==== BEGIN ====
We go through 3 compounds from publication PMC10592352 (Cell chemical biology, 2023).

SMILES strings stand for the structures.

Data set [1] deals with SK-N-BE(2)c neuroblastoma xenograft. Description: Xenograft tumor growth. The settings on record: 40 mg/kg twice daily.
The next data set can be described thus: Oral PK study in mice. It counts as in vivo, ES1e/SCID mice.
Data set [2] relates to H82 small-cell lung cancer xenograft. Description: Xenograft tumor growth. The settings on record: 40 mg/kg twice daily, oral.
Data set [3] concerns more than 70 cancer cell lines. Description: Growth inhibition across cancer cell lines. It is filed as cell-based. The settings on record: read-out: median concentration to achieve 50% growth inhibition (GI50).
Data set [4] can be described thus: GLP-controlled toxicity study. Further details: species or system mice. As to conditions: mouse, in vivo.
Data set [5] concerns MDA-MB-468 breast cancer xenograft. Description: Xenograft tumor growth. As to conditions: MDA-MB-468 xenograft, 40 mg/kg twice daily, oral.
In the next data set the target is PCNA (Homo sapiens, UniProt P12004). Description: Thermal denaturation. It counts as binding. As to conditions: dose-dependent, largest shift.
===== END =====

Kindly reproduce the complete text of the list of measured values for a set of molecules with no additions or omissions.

We go through 3 compounds from publication PMC10592352 (Cell chemical biology, 2023).

SMILES strings stand for the structures.

Data set [1] deals with SK-N-BE(2)c neuroblastoma xenograft. Description: Xenograft tumor growth. The settings on record: 40 mg/kg twice daily.
The next data set can be described thus: Oral PK study in mice. It counts as in vivo, ES1e/SCID mice.
Data set [2] relates to H82 small-cell lung cancer xenograft. Description: Xenograft tumor growth. The settings on record: 40 mg/kg twice daily, oral.
Data set [3] concerns more than 70 cancer cell lines. Description: Growth inhibition across cancer cell lines. It is filed as cell-based. The settings on record: read-out: median concentration to achieve 50% growth inhibition (GI50).
Data set [4] can be described thus: GLP-controlled toxicity study. Further details: species or system mice. As to conditions: mouse, in vivo.
Data set [5] concerns MDA-MB-468 breast cancer xenograft. Description: Xenograft tumor growth. As to conditions: MDA-MB-468 xenograft, 40 mg/kg twice daily, oral.
In the next data set the target is PCNA (Homo sapiens, UniProt P12004). Description: Thermal denaturation. It counts as binding. As to conditions: dose-dependent, largest shift.